VMworld 2015 Impressions

35,000 feet over Utah, one glass of scotch down, ear buds in and my internal notes sent; it is time to write some VMworld 2015 impressions for the blog. In no particular order, here they are:

  • VMworld has become a storage show. From the moment you walk onto the expo floor, there is a full on blast of storage vendors. I am by no means a storage expert, but the last large storage company to go public that is still the master of their own domain is a company called NetApp, which went public on November 21, 1995 at $13.50 (note VMEM is small publicly listed storage company).  The split-adjusted price is $0.84. There have been a series of other storage companies that went public, DDUP, 3PAR, ISIL to name three, but all were acquired by the larger storage companies post the credit crisis. Nimble is already a public company, Pure recently filed and I think there were 25 more storage companies with the goal of public listing at VMworld. It will be interesting to see if the big players consume the small players this time around or vice versa. I had one exec of a storage company tell me his CEO’s goal is to buy EMC. Lofty goals are good in life.
  • What VMworld was not, is a networking show. As large a presence storage companies had at VMworld, the networking companies were noticeably toned down from last year. The Cisco and Arista booths were quite small and I do not even remember if Juniper had a booth. The smaller networking startups were relegated to small booths on the outer perimeter of the show floor. I did find the HP/Arista converged rack offering to be interesting. I was not sure what to make of this solution when they first announced it, but it appears this is a legitimate effort by HP/Arista to compete with Cisco/EMC offerings from VCE. I also think it might portend a tighter relationship once the HP split is complete.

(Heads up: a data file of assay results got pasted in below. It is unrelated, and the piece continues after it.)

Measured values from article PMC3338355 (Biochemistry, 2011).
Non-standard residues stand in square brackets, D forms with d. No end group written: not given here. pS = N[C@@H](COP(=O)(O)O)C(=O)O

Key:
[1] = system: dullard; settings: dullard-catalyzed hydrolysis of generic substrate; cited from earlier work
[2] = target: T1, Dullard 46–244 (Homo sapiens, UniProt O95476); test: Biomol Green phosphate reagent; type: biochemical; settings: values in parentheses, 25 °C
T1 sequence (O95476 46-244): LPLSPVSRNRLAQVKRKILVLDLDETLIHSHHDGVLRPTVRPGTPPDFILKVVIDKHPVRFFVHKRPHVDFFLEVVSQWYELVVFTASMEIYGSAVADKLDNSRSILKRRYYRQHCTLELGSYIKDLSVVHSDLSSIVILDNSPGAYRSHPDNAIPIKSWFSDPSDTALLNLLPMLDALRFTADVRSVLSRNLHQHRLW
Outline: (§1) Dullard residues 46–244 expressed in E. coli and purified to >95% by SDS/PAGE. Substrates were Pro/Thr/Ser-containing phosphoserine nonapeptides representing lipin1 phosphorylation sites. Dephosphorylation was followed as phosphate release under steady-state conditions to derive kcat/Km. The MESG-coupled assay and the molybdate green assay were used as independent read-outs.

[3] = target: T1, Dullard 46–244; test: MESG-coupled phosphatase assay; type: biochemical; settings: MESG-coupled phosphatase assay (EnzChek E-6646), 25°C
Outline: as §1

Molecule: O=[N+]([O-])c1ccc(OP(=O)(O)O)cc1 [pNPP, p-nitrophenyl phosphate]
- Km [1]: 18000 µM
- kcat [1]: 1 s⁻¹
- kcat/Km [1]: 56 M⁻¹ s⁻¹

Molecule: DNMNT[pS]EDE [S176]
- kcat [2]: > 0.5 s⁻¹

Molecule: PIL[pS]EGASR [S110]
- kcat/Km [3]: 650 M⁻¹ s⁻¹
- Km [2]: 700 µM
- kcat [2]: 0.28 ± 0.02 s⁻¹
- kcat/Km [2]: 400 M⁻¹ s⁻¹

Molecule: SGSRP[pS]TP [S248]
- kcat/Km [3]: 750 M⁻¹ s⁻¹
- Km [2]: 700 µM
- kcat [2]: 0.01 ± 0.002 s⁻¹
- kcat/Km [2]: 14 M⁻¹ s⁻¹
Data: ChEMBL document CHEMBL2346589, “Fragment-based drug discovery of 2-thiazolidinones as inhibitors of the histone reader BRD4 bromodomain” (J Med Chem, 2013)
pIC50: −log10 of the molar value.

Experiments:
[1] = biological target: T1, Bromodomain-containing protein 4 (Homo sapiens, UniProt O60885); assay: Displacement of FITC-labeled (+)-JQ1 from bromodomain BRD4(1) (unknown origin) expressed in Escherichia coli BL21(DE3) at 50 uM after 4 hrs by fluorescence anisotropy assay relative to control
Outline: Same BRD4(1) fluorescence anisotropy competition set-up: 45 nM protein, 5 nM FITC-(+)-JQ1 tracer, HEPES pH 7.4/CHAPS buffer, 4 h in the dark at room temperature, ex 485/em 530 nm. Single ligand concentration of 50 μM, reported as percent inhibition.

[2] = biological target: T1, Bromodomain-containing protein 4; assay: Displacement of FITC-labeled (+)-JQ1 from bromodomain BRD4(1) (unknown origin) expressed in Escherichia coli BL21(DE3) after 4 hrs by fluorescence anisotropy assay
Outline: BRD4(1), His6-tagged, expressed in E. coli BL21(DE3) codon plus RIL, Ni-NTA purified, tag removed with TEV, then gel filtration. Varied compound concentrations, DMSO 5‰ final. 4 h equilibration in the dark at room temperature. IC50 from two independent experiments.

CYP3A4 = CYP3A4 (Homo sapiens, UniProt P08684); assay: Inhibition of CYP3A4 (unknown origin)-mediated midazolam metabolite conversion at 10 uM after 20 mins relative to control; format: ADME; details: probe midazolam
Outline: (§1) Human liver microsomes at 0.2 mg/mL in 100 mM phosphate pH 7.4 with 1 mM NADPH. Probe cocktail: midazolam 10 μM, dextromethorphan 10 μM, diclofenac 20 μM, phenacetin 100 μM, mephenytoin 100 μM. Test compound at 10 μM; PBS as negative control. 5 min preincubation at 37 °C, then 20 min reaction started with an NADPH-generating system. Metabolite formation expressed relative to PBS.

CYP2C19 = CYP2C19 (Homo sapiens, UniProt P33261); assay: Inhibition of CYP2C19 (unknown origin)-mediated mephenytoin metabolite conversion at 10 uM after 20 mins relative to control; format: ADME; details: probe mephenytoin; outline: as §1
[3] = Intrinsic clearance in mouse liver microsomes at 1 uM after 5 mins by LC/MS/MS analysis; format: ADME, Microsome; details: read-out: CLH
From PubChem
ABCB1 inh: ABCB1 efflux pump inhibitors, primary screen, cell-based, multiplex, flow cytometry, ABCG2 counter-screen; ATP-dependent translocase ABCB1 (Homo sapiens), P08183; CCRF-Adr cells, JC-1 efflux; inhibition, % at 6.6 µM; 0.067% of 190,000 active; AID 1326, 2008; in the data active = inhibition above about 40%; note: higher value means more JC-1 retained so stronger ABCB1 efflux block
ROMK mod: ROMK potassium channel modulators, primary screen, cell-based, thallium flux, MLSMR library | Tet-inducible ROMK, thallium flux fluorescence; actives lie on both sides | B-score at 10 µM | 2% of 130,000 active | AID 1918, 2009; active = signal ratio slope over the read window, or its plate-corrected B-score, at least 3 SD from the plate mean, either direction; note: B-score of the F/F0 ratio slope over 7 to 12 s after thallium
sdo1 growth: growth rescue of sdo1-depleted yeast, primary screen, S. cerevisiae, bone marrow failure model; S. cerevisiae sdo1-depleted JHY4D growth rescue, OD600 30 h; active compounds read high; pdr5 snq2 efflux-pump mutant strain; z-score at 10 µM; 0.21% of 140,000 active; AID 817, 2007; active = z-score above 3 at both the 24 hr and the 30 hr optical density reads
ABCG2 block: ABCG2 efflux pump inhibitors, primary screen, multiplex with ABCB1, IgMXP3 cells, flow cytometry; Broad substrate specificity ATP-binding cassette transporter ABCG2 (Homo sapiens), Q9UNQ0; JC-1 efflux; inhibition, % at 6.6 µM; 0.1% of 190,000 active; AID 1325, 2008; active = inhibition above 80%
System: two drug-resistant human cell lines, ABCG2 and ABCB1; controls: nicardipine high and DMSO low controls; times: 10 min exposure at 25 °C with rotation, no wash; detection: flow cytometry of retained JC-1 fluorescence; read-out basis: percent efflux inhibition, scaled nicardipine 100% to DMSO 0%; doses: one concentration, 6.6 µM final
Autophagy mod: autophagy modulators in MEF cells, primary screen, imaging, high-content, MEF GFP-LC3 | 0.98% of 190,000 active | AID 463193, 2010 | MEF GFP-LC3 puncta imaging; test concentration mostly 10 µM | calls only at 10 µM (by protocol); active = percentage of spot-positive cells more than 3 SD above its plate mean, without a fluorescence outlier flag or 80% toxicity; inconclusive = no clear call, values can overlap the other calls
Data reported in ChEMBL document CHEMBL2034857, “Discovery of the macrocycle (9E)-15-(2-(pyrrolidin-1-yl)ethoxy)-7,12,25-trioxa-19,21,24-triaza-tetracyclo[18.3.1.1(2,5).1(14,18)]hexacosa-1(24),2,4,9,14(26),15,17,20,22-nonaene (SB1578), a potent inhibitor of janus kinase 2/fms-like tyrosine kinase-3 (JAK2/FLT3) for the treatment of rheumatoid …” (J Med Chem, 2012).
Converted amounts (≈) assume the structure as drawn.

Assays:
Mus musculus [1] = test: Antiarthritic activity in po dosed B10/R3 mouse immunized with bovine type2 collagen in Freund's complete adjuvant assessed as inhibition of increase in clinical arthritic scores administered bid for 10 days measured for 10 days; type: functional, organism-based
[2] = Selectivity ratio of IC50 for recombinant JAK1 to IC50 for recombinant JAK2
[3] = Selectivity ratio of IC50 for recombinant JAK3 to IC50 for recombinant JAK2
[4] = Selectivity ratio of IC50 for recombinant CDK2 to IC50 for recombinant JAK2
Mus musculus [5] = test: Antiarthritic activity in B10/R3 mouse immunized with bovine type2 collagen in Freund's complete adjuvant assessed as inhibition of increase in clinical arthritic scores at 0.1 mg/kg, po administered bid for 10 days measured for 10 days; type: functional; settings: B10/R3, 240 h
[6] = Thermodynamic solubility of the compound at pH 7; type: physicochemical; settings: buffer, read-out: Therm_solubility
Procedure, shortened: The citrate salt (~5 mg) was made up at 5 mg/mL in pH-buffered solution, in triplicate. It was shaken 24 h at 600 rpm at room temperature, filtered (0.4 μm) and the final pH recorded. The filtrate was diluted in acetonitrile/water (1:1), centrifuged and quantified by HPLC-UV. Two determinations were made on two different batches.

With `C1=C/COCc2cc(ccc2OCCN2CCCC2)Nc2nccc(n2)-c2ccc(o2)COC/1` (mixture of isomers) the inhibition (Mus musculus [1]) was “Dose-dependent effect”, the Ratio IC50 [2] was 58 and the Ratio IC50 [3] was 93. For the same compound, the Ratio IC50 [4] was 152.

• Hyperconverged Infrastructure (HCI) is all the rage. Nutanix and Simplivity had huge booths complete with super cars. Pretty much every other vendor had some sort of well conceived or not so well conceived HCI offering.
  • I foresee falling prices in the land of cloud. I am not a cloud expert, but I have spoken to a lot of end-users who expressed dissatisfaction with the costs associated with public cloud. They had other concerns around content ownership, security, etc, but the main complaint was cost. I see this going only one way and that is that there will be a prolonged deflation trend in public cloud pricing. I think this deflationary trend will have a profound impact to many vendors across the IT spectrum as well as the cloud providers.

If you have been in the market the last few weeks, I bet that has been an exciting time for you. My thoughts here are a mix of (1) a retest of the 2009 uptend is probable, (2) credit indicators and spreads are not good for the equity markets, and (3) lower global growth will affect bond yields.  At some point good companies are buys, but it feels we are in a rebalance of global FX carry trades and we are dealing with slower growth, crude complex contraction and this is all whipsawing the equity markets.  It is hard to go all in and buy stocks when the market is up big one day, down big the next day and up big the day after.



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